When you’re in a bad mood, everything looks bleak, including your relationships. When your relationships aren’t going well, you’re also more likely to feel sad and perhaps a little anxious. Clearly, the relationship between your emotions and your relationships is a strong one. You can take steps to improve things in your relationships, and this can help you feel better. However, if your mood is chronically depressed, this can greatly complicate the process. Without knowing it, you’re causing others to stay away from you or to regard you with a less than enthusiastic welcome when you walk into the room.
One way to know if your mood is creating problems in your relationships is to take note of what others say to you. Do you hear your partner, friends, or coworkers calling you a “buzz kill?" How about a “Debbie Downer?" If you remember, she was the Saturday Night Live character played by Rachel Dratch who could ruin the mood of everyone around her by reminding them of the tragedies, diseases, and disasters going on in the world. Somehow her friends kept inviting her to parties and dinners despite her sour observations about the world. In real life, though, most people would not tolerate so easily such a constant negative attitude.
Similarly, in your closest relationships, a tendency to see the dark side of a situation can permeate your interactions with those who love you. According to University of Waterloo psychologist, Uzma Rehman and colleagues (2015), people who have major depressive disorder (the clinical form of depression) have higher levels of distress in relationships, feel that their marriages are less satisfactory, and become unusually upset when problems develop in their relationships. They are more likely to blame their partners when things go wrong, and they tend to shut down emotionally instead of reach out and connect. Their partners, in turn, feel more emotionally burdened and distressed themselves.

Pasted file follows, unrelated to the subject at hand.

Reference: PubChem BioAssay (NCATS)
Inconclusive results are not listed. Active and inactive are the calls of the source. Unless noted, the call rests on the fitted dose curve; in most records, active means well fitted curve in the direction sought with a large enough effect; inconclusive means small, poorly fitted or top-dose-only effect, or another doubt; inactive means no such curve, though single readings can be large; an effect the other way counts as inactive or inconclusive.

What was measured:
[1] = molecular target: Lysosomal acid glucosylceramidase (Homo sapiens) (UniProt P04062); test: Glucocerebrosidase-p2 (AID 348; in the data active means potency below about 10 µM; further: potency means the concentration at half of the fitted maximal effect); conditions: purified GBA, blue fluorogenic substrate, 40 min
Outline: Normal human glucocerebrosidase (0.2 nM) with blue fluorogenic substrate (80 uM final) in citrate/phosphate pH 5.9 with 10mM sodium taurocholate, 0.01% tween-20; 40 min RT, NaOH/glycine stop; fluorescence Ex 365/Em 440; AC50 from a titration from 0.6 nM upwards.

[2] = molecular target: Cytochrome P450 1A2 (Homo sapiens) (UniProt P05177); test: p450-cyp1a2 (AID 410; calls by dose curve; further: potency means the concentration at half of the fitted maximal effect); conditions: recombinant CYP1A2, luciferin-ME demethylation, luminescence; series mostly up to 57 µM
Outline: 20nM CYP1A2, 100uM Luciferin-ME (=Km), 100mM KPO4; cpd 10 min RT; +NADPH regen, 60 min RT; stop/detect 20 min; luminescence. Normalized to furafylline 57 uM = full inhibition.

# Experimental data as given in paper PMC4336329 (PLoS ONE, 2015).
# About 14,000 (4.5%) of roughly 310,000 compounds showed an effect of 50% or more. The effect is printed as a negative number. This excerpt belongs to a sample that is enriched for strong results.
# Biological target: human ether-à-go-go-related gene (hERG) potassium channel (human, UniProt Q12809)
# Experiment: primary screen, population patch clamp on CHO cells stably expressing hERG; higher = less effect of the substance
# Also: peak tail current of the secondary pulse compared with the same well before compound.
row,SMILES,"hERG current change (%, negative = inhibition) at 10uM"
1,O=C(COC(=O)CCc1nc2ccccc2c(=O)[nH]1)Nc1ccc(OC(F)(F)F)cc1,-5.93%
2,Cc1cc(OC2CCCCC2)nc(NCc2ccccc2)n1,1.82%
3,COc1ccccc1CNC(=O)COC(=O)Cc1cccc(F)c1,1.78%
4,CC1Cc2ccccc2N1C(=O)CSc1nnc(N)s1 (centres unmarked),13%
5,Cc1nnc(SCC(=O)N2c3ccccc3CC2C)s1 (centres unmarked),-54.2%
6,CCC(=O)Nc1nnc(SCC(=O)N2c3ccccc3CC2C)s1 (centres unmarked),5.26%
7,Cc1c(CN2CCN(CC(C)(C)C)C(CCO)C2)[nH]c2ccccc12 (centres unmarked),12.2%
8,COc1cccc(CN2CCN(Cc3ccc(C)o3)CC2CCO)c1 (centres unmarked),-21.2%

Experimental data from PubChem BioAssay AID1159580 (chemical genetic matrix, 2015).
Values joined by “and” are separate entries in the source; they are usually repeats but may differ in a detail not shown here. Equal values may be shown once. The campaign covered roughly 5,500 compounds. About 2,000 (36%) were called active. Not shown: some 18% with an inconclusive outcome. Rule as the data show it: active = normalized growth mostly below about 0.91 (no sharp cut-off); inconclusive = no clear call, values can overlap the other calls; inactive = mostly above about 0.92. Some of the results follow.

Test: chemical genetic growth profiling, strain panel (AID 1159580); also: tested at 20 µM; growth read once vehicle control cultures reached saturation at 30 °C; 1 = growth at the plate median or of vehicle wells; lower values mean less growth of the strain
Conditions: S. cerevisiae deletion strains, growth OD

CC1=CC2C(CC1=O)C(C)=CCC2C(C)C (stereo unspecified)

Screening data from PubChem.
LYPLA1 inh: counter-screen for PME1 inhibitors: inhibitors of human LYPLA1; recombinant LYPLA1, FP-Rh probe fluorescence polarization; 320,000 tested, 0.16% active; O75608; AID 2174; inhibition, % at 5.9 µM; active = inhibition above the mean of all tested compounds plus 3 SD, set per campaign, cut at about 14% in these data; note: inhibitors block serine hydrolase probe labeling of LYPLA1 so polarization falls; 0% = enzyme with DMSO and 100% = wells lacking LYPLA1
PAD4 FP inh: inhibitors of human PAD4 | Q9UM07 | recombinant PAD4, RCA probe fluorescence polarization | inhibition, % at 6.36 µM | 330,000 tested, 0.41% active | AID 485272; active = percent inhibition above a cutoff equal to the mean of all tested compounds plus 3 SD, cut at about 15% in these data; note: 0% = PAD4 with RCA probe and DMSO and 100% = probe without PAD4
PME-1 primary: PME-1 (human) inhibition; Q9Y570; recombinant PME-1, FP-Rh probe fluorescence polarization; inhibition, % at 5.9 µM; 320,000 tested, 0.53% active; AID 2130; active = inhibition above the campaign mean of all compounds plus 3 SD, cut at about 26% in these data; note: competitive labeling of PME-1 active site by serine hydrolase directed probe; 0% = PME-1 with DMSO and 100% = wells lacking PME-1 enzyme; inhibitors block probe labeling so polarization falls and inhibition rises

As Rehman et al. note (p. 716): “individuals with depression or those exhibiting depressogenic vulnerabilities may inadvertently behave in ways that increase interpersonal stress.” It’s those depressogenic vulnerabilities that seem to be at the heart of the problem. If you have those tendencies, you see situations in the most negative light possible and carry those perceptions into your interactions with others — the “Debbie Downer” effect, we might say.
Rehman and colleagues believed that anxiety might also play a role in this complex interweaving of depression and relationship quality. Just as depression and relationship satisfaction are linked, so is anxiety and distress in the relationship. Being in a poorly functioning relationship may make you more susceptible to the experience of anxiety which, in turn, can lead relationship quality to worsen.
The other factor in all of these equations, of course, is your partner. You might be a sunny optimist, happy and relaxed, but if your partner casts a negative light on your interactions, this will take its toll on your mood and relationship satisfaction.